Traditional French Dressing -- This recipe was handed down to me from my mother born in Brittany, France to which I've added a slight variation. Lends itself to dressing freshly cooked asparagus, artichokes, etc.
I got this recipe off Copykats. It's really yummy and perfect for dips for chicken nuggets, french fries, or veggies. It's also delicious on sandwiches. I used Grey Poupon's Mild and Creamy Dijon mustard. Also, cook time is time in fridge. It will stay fresh for several weeks.
We were in Florida and had a meal at my FIL's friend's place. I almost passed out after tasting this dressing and demanded the recipe. I am putting it here for safe keeping, but if some of you want to try it, I guess that's ok.
This is very good basic salad dressing. The type of vinegar you use totally determines the character of it. For example, I really like an assertive local herb vinegar for summery salads. For versatility, you can't go wrong with a standard balsamic.
When I don't have the time or inclination to look up a recipe this is the salad dressing I make. I always have all the ingredients and I can change it up to match what I've put in the salad. I keep this in the fridge for up to a week and just bring it to room temperature and whisk again before serving.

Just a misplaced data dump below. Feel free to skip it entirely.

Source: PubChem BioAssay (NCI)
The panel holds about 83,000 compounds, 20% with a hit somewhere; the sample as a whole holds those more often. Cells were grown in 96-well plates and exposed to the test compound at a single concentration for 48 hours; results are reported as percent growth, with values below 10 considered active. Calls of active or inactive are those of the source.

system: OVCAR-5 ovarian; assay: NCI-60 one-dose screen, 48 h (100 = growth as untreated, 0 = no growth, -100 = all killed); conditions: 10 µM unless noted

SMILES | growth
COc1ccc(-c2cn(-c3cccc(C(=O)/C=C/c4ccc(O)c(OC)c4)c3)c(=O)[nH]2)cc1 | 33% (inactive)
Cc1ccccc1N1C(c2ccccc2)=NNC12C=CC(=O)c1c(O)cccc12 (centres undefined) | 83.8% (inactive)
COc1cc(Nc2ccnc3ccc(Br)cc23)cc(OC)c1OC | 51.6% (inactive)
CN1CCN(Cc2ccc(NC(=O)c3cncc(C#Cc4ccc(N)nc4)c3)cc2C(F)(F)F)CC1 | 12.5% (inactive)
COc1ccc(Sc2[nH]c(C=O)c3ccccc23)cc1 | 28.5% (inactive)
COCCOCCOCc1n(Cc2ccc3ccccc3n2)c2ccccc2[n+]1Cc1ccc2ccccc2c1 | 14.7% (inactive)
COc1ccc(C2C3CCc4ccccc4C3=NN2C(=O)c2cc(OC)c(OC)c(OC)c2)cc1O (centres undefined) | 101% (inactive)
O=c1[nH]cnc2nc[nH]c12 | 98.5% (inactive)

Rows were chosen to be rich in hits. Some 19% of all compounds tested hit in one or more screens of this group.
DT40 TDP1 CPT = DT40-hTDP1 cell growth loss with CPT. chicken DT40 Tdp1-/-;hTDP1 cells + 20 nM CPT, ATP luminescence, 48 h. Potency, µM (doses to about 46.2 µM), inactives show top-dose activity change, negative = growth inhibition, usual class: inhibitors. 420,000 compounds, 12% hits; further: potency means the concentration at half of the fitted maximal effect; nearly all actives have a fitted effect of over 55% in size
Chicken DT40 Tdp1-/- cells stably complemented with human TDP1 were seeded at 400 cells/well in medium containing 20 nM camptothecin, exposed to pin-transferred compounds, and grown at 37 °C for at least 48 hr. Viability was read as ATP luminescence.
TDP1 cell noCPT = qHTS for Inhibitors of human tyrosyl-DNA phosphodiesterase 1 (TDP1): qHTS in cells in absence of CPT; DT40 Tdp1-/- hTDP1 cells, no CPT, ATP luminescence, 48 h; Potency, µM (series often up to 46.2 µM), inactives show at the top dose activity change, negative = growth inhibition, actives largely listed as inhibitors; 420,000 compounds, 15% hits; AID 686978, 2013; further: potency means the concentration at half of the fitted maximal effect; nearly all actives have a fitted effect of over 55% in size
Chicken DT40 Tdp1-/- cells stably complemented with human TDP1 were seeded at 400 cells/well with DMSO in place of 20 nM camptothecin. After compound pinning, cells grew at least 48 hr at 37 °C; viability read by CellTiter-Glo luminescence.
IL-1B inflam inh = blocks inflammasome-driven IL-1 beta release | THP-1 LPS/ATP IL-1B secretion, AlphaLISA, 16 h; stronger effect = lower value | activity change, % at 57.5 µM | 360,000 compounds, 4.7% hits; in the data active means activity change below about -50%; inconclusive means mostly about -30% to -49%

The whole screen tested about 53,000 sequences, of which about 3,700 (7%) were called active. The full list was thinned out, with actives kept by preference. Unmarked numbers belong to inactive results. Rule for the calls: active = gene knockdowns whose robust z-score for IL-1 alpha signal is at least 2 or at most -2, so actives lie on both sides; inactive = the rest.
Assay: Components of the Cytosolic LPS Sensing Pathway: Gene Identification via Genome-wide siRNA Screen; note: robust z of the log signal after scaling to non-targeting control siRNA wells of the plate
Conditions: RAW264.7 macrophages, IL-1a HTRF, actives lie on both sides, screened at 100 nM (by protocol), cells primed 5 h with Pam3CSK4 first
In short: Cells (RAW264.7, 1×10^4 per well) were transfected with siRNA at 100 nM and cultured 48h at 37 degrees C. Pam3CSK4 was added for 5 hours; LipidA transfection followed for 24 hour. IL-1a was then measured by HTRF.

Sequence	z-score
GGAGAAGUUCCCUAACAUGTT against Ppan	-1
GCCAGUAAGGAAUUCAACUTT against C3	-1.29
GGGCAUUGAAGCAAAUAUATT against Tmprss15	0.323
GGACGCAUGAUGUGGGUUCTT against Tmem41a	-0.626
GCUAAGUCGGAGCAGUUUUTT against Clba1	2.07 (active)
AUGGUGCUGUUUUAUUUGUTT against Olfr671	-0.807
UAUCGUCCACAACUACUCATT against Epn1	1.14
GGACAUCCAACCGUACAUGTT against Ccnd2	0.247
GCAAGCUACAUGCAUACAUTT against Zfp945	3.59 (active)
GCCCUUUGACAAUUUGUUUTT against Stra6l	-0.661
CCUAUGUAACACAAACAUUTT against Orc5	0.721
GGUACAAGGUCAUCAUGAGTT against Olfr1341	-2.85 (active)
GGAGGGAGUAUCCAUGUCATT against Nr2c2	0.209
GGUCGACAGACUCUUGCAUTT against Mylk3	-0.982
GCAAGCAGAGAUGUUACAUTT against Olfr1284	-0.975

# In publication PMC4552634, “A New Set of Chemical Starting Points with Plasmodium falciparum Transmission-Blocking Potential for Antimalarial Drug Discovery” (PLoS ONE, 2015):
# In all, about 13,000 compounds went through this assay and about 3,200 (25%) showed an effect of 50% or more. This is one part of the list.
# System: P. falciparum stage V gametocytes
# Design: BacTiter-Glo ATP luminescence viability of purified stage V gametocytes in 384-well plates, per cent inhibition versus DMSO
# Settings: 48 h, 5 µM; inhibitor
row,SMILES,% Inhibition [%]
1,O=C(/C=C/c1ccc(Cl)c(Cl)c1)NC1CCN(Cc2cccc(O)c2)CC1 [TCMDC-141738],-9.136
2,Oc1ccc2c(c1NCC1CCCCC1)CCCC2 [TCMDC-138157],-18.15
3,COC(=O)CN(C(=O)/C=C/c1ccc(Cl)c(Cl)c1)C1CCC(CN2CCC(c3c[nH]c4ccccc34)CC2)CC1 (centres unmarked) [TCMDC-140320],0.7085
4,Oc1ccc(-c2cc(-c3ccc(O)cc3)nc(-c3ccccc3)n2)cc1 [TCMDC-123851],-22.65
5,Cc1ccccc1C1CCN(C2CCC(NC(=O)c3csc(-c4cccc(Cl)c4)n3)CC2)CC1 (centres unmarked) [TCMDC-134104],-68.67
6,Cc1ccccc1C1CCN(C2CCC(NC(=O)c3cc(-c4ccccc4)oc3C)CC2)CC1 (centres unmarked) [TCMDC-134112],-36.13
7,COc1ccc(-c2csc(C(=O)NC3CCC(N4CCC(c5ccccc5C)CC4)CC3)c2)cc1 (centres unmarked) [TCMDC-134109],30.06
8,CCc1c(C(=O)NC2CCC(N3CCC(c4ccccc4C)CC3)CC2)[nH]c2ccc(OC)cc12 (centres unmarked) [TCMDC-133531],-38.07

Yup, here's yet another basic vinaigrette recipe, but what makes this recipe interesting are all the add-ons. Instructions are included for garlic, balsamic, lemon parmesan, scallion, herb, and blue cheese vinaigrettes. How cool! I found it on the Martha Stewart website.
A great salad dressing with a nice tangy flavor. The taste compliments lasagne, spaghetti, and other similar Italian dishes. Tonight I tried some leftover sauce on a salad of baby spinach and romaine with crumbled albacore tuna--it was fabulous. I at least double the recipe every time I make it because 1/3 cup just isn't enough. From Cuisine at Home.
This is from the Horn of the Moon cookbook. It originally called for wine or herb vinegar, but I like my version better. Serve it on a salad of romaine and tomatoes. The dressing would also make an awesome marinade for chicken or pork.
Just like a dressing from an old favorite restaurant of mine. Great with any type of salad, particularly those made with spinach or field greens. In fact, I usually serve this salad quite simply- just tossed field greens and thinly sliced cucumber. Sometimes I add thinly sliced granny smith apples as well for a nice crunch.